Brain Injury Cognitive Behavioural Therapy (CBT)

Brain Injury

Brain injury can cause a many emotional difficulties. It can change the ways in which a person functions emotionally and in the way he or she expresses emotions. There could be a wide range of emotional difficulties, such as difficulty with controlling mood swings.

While some brain injury victims experience a change in emotions right away, others may take months to show changes in the way they behave. Some people with brain injuries will experience quick and intense emotional changes, but they will calm down again quickly. Alternatively, they may experience emotional lability, or severe mood swings.

These behavioural changes are sometimes the result of damage to the emotional center in the brain. There is not always a specific trigger that causes the sudden emotional response in the patient, and that can be very confusing for loved ones. They will often take the blame for the sudden outbursts on themselves, thinking that they did something to upset the patient. In some cases, the person might express emotions they don't feel at all, because they are unable to control the emotions they express.

In most cases, symptoms dissipate in the months following the brain injury, allowing the patient to return to more balanced emotional balance. However, people with brain injury and their families have found hope in working closely with a therapists. A therapists who offers brain injury counselling will help establish the cause of emotional changes and reassure the family and friends, while equipping them with better coping skills. A range of therapies can help improve emotional expression in brain injury patients.

If you are looking for a counsellor or psychologist who offers cognitive behavioural therapy or counselling to address your brain injury issues you may want to search the directory to find a professional whose approach will suit you best.

Cognitive Behavioural Therapy (CBT)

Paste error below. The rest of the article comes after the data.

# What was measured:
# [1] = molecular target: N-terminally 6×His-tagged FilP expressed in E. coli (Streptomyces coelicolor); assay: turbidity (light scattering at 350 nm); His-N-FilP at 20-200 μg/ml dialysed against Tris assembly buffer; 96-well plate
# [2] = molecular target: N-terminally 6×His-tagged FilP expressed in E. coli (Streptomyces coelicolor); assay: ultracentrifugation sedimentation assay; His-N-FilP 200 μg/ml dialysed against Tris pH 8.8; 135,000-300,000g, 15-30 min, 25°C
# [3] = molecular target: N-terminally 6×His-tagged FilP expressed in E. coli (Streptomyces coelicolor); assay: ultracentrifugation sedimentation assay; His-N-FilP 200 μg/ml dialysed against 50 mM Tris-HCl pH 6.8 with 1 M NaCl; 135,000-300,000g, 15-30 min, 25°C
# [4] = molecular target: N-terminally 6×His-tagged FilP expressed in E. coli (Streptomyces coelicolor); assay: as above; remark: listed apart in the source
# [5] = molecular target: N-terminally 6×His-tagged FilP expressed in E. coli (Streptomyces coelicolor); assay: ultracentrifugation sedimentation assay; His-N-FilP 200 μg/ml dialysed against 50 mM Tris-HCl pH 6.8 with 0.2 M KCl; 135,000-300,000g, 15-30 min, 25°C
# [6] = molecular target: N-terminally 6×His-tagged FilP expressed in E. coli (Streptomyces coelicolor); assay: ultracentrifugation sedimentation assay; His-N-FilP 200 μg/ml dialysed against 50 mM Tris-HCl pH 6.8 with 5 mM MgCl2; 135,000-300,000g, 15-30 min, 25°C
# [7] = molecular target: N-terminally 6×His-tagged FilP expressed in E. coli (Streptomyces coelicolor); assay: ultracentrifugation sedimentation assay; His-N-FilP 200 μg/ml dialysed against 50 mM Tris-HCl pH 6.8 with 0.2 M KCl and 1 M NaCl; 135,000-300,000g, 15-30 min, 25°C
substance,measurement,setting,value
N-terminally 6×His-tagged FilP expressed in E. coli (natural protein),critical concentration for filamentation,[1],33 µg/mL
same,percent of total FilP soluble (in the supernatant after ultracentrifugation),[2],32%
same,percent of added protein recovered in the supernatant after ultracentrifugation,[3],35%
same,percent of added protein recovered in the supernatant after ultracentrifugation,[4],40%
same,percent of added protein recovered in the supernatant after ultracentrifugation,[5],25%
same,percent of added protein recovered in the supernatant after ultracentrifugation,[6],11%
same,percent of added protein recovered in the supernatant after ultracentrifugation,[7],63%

Cognitive Behavioural Therapy (CBT) is a psychological approach that deals with the way in which clients think about themselves, other people and the world. The outside world affects how we think and feel about ourselves and as a result, our behaviour. Cognitive Behavioural Therapy can help a person to change the way they think about thoughts and feelings, but it is not like other types of talk therapy.

Cognitive Behavioural Therapy focuses on current issues and challenges that affect the client right now. It doesn't consider the past issues that caused distress, but rather looks for solutions that can improve the client's state of mind in the moment. Much of CBT involves looking at thought distortions that can affect mood and are affected by mood, and helps client examine and challenge distorted thinking patters.

CBT can help a range of problems, from OCD, PTSD, bulimia, stress, phobias and other issues that might seem overwhelming to the client, by breaking them down into smaller, more manageable chunks.

If you are looking for a therapist who offers Cognitive Behavioural Therapy, please browse our list of practitioners below..

Note: You may narrow your search by selecting more than one filter below.

Kirsten Mueller

M.S.W., RSW

Jennifer Jantzen

M.S.W., RCC

Gerry Bock

M.A., RCC

Rachel Mallory

Ph.D., R.Psych

Eva DeHaas

Ph.D., R.Psych

Aaron Lautzenhiser

Ph.D., R.Psych

Heike Dumke

M.Sc., RCC

Karin Christensen

Ph.D., R.Psych

Diana Mawson

Ph.D., R.Psych